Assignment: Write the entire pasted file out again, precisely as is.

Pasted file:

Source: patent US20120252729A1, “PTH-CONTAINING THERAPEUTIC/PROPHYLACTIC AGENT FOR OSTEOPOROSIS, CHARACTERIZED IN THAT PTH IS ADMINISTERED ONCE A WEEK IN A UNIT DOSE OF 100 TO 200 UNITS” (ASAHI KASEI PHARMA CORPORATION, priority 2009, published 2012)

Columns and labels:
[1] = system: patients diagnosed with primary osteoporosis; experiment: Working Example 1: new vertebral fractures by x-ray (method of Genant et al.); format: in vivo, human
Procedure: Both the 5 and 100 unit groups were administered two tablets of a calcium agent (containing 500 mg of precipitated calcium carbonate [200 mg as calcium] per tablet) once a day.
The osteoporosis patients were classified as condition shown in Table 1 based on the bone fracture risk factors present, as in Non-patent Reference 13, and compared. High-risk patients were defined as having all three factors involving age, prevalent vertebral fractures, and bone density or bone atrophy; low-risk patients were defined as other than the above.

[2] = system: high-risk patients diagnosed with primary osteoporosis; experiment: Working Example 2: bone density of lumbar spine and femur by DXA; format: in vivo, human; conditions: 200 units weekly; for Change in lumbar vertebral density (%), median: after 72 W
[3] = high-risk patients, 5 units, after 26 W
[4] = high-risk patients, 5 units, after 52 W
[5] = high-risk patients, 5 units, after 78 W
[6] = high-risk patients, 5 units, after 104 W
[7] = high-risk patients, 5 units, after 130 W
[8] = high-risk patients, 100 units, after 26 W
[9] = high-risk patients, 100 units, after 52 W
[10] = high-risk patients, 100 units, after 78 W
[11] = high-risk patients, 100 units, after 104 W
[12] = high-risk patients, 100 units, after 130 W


Source: patent US20120252729A1, “PTH-CONTAINING THERAPEUTIC/PROPHYLACTIC AGENT FOR OSTEOPOROSIS, CHARACTERIZED IN THAT PTH IS ADMINISTERED ONCE A WEEK IN A UNIT DOSE OF 100 TO 200 UNITS” (ASAHI KASEI PHARMA CORPORATION, priority 2009, published 2012)

Columns and labels:
[1] = system: patients diagnosed with primary osteoporosis; experiment: Working Example 1: new vertebral fractures by x-ray (method of Genant et al.); format: in vivo, human
Procedure: Both the 5 and 100 unit groups were administered two tablets of a calcium agent (containing 500 mg of precipitated calcium carbonate [200 mg as calcium] per tablet) once a day.
The osteoporosis patients were classified as condition shown in Table 1 based on the bone fracture risk factors present, as in Non-patent Reference 13, and compared. High-risk patients were defined as having all three factors involving age, prevalent vertebral fractures, and bone density or bone atrophy; low-risk patients were defined as other than the above.

[2] = system: high-risk patients diagnosed with primary osteoporosis; experiment: Working Example 2: bone density of lumbar spine and femur by DXA; format: in vivo, human; conditions: 200 units weekly; for Change in lumbar vertebral density (%), median: after 72 W
[3] = high-risk patients, 5 units, after 26 W
[4] = high-risk patients, 5 units, after 52 W
[5] = high-risk patients, 5 units, after 78 W
[6] = high-risk patients, 5 units, after 104 W
[7] = high-risk patients, 5 units, after 130 W
[8] = high-risk patients, 100 units, after 26 W
[9] = high-risk patients, 100 units, after 52 W
[10] = high-risk patients, 100 units, after 78 W
[11] = high-risk patients, 100 units, after 104 W
[12] = high-risk patients, 100 units, after 130 W